The Military Construction-VA and Energy-Water bills also are on tap to be among the first five bills marked up, as part of an effort to begin advancing bills across the floor in June.

Senate to follow House, keep earmarks out of spending bills
Earmarks have also been banned in the Senate since 2011

Sen. John Kennedy, R-La., is seen after the Senate Policy luncheons on Tuesday, Feb. 12, 2019. (Photo By Tom Williams/CQ Roll Call)

Senate appropriators don’t plan to revive earmarks this year, following the House’s lead set late last week by the Democratic majority across the Capitol.

“I would listen to meritorious things, but I don’t see that happening right now. The House has just spoken,” Senate Appropriations Chairman Richard C. Shelby, R-Ala., said Monday.

Rep. Omar won’t apologize for new comments, Dems plan anti-Semitism rebuke
House Democrats plan vote in response to anti-Israel comments made by Rep. Ilhan Omar

Rep. Ilhan Omar, D-Minn., attends a House Foreign Affairs Committee hearing on Wednesday, February 13, 2019. The Democratic chairman of that panel is among those criticizing Omar for anti-Semitic remarks. The House will vote on a resolution this week in response. (Photo By Tom Williams/CQ Roll Call file photo)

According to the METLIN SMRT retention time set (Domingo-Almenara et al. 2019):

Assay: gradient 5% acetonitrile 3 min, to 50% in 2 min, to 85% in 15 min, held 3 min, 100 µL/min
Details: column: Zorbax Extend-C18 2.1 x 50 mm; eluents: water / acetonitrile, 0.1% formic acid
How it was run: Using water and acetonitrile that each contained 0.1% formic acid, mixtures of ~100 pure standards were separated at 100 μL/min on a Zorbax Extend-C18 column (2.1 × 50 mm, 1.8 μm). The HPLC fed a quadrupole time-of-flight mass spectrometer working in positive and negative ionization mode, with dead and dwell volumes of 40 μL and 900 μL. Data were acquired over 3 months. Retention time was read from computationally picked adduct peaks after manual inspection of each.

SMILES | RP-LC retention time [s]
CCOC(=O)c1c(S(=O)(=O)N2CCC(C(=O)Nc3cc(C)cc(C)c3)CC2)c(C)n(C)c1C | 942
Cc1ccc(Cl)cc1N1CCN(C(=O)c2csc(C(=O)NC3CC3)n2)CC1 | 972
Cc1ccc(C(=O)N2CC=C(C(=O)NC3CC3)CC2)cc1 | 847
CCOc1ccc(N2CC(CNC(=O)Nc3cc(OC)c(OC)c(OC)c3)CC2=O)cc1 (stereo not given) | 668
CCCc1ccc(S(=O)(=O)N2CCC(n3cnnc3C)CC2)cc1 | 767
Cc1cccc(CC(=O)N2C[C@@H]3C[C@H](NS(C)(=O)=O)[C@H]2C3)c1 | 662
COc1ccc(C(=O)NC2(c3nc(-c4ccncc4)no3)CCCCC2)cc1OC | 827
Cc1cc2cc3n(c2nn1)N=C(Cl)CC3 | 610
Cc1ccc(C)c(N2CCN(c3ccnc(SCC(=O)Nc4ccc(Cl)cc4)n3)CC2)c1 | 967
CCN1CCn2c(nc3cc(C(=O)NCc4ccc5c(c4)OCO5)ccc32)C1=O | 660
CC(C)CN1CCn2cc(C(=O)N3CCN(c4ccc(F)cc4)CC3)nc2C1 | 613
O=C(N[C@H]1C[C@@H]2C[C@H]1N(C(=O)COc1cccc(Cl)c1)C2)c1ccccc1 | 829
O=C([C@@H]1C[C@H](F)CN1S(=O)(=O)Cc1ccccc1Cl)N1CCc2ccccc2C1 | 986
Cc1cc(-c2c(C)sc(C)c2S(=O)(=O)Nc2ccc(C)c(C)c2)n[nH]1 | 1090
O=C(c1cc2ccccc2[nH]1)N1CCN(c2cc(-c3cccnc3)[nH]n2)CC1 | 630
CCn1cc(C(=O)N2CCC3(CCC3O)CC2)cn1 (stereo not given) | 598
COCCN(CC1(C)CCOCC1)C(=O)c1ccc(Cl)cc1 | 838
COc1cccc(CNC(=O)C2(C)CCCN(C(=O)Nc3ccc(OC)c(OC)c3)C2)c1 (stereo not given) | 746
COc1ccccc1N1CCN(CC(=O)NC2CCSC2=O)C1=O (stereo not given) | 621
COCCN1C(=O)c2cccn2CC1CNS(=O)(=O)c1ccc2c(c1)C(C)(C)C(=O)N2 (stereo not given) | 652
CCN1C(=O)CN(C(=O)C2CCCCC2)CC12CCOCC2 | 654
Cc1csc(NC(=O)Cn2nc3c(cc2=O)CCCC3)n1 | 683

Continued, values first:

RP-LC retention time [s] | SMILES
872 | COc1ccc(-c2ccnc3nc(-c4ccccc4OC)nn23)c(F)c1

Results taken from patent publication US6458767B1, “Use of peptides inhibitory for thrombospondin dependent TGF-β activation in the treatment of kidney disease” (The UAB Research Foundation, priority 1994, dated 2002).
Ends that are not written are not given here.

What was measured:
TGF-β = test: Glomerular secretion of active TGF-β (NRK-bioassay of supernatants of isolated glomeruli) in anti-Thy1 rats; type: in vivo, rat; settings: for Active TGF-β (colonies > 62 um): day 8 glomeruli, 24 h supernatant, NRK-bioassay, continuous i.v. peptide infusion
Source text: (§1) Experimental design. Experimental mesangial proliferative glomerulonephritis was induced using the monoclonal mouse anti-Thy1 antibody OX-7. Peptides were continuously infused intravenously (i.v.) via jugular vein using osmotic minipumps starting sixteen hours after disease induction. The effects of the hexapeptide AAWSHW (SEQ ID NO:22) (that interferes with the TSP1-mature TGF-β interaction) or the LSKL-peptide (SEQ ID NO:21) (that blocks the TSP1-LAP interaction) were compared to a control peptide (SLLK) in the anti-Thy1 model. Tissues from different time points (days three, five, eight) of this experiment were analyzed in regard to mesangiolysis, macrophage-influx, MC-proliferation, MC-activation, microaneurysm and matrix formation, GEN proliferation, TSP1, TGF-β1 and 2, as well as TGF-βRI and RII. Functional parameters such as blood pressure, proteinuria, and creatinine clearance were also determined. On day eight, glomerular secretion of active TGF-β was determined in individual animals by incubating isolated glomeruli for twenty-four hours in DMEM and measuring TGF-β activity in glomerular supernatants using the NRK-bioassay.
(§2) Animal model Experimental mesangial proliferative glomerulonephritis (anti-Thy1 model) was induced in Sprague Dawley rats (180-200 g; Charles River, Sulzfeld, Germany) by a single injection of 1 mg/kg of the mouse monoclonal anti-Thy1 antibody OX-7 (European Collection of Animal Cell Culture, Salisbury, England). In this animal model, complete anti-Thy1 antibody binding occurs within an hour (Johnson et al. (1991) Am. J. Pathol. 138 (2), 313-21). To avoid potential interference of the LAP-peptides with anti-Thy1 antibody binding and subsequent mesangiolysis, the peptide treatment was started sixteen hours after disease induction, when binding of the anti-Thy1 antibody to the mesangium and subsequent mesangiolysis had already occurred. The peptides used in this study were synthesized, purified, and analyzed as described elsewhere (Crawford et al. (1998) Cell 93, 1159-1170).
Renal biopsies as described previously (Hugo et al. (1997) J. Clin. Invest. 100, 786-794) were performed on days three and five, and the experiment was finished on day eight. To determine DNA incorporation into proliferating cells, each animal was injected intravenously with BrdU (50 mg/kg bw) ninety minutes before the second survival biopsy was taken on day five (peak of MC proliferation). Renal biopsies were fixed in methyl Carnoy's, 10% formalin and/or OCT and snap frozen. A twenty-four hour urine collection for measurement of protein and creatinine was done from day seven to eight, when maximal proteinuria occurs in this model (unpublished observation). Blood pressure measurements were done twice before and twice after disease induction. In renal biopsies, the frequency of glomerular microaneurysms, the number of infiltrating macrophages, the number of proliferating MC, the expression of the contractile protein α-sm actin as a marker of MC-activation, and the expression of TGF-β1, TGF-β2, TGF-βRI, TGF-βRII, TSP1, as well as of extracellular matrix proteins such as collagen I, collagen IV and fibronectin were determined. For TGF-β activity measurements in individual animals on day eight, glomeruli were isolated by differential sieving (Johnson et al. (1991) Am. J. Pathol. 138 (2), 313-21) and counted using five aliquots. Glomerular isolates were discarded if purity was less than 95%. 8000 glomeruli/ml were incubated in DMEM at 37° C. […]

House Democratic leaders on Wednesday will call up a vote on a resolution condemning anti-Semitism — a move meant to respond to anti-Israel comments made by Minnesota Democrat Rep. Ilhan Omar.

Staff from the offices of Speaker Nancy Pelosi, House Majority Leader Steny Hoyer, Foreign Affairs Chairman Eliot Engel, Judiciary Chairman Jerrold Nadler and Ethics Chairman Ted Deutch worked on the resolution over the weekend but the text has yet to be finalized, according to a senior Democratic aide.

Earmarks won’t be back this year, at least in the House
‘Pork’ has been banned in the chamber since 2011

Rep. Nita Lowey, D-N.Y., chair of the House Appropriations Committee, won’t bring back earmarks this year. (Bill Clark/CQ Roll Call file photo)

House Democrats don’t plan to revive home-state earmarks during the upcoming appropriations process, though they expect to continue discussing the issue with their Republican colleagues.

“Unfortunately, there is currently not the necessary bipartisan, bicameral agreement to allow the Appropriations Committee to earmark,” Chairwoman Nita M. Lowey wrote in a letter sent to members of the panel Thursday and released publicly on Friday. “For that reason, I do not expect fiscal year 2020 House spending bills to include congressionally-directed spending.”